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About The daily Nebraskan. ([Lincoln, Neb.) 1901-current | View Entire Issue (April 12, 1974)
LAL ?as sa ved winter : tie;
ClHl Qi Q
By Mary ShackeJton
Fuel conservation measures saved
UNL about 1,200,000 gallons of oil
this winter, according to Physical Plant
Director Hariey Schrauei.
Energy saving measures
employed-turning thermostats down
to a minimum of 65-67 degrees
(previously minimum temperature
settings for campus buildings had been
72 to 75 degrees), shutting down
buildings at night when possible, the
"lights out" campaign, reducing fresh
air circulation in buildings, lowering
hot water temperatures and not
operating extra boiieis-cut the
projected 4,200,000 gallon figure
(1973-74 fiscal year fuel oil allotment)
by T ,200,000 gallons or about 29,
. Schradcr said. '
Not operating the extra boilers
involved some risk, Schrader said, but
vvua vit it
operating condition of the UNL s
boilers was a decisive factor in not
keeping . extra boilers operating on
stand-by. , ' ; -.
. "' Weather thz wss a factor in saving
.'j-t'.X1-' i.i&J pov&J to be milder
thart uhJ,- h said, with a 10
reduction in total low degree days. A
"stroke o good management"
scheduled , Christmas ' vacation . to
'trnlS& coiJcst dy of the year.
This year fuel prices per gallon
ranged from 14 cents to 26.14 cents,
'Since fuel is bought for the fiscal year
and not all fuel bills are in, it is not
possible to calculate exact costs at this
jry.2 n.j tho total. fjWa si for th
fiscal year should be somewhere
around $476,000, Schrader said.
i;u" In fiscal 1972-73, when oi! was 10
'cents a gallon, UNL spent $370,000
on fuel, he said.
Rising fuel prices caused University
administrators to initiate more
conservation measures, Schrader said.
Leaking valves and missing insulation,
ones considered minor items, now
have high priority and are repaired as
soon as they are noticed, he said.
Nwiwi Li . LJ
Dormitory residents "co-operated
very nicely" when administrators
urged them to turn down the
thermostats in their rooms, Schrader
said. Residence ha!!s uss ebout 13 of
UNL's total oi! supply, ha said.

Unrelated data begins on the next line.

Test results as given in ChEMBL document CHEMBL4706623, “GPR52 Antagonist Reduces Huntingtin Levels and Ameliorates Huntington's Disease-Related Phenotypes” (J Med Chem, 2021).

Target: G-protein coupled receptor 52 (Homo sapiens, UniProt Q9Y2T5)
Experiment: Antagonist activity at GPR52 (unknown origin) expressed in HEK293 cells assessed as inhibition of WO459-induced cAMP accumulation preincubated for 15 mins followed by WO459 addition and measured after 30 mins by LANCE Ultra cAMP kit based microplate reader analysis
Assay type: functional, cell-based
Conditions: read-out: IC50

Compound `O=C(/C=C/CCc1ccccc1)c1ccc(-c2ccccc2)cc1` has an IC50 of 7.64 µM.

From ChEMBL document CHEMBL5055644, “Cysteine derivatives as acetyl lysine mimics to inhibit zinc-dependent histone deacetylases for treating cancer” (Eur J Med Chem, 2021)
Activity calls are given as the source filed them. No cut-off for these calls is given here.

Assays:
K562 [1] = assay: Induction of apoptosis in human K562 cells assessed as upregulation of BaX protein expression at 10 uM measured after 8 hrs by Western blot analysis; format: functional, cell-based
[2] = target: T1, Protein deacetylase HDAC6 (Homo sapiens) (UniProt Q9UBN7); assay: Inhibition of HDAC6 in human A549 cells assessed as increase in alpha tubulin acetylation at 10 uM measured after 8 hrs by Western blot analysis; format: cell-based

According to Schrader, a rerent
study revealed that burning fuel oil
year round is slightly more expensive
than using coal. But assuming the price
of oil and coal would rise at the same
rate, maintaining the University's
present oil burning power plants
wouUt be cheaper for the next 20 to
30 yVffft3&raing over to coal
burning plants. JtWrtmJ tliat long
to make up tfrelnce spent on the
coal bugupg plants, he said.
111? J J 4
friday, apri! 12, 1974
lincoln, nebraska vol. 97, no. 45
Works produced by UNL art students are on display through May 5 at Sheldon
Art Gallery. ... , .
displayed at gallery
Art objects ranging from pop art
representations of jumbo crayons to hanging
pyt f ilo with plant urtt among the works
being featured at the UNL Art Dept. student
show at Sheldon Art Gallery.
IVbre than 1C0 students will exhibit their
works untii May b. The show is an annual
presentation of the ya!!?ry.
Undergraduate art majors exhibit works
which have been chosen f display by an Art
Dept. faculty committee.
Some of the students have won awards for
their works, which will be shown later at
Omaha's Joslyn Art Museum.
Although the showing is a department
exhibit, many of the works are for sale.
V that? V w
j use cii ci
"Just plain got tired of school."
This is ths explanation given by most
students who icafj UNL, according to a
Othc-r rw.sr.j tiu&Hy elected include
lack of money or mar: bye.
A study of '1,724 undergraduates who
did not return cr:er the 1972 spring
j,hu tester v,si coii'l.i'. ud by fUri v Alien,
UNL mmcM: of institution,)! fteseaith
and Plrfftfjir, .
I hi vfUUp ISfC Pi it UtcUsit $7l'J3.i2$ cr
th''! ' vu ,i5mJ ,iiif) or
Gsi-Jj' pwint Jr.,;; cf thsd who
Staynd rd itO d.Cpp.d out were
ver y close, Alien said.
Explanations that "the University is
too bit," ''Lincoln lacks culture" or
dissatisfaction with living
accommodations were given by fewer
"Those students who left are
overwhelmingly satisfied about their
University experience is not wasted."
I i lit iwJ cuss of 4,350 freshmen, a
st' JY -vvt'i 1,C00 woold leave by the
oT v. first year. Only 2,358 would
t. Sl r i't in four yestrs.
Oi t:. 0;b who replied to Allen's
study, IM stili plan to complete their
di'vjres. About 41 are enrolled
The greatest percentage of studentiN
who drop out have completed 30 to 59
Alien said he wants to study In greater
detail the freshmen and sophomores,
because they probably are not
transferring to professional schools.
Although the study has not yet been
analyzed into mala and femala responses,
"a greater proportion of women
withdraw then men," Allen said.
"Women still come to the University
in smaller proportions than the'r numbers
and leave in greater proportions."
A similar study was requested by the
Council on Student Life, on students who
stay in school.
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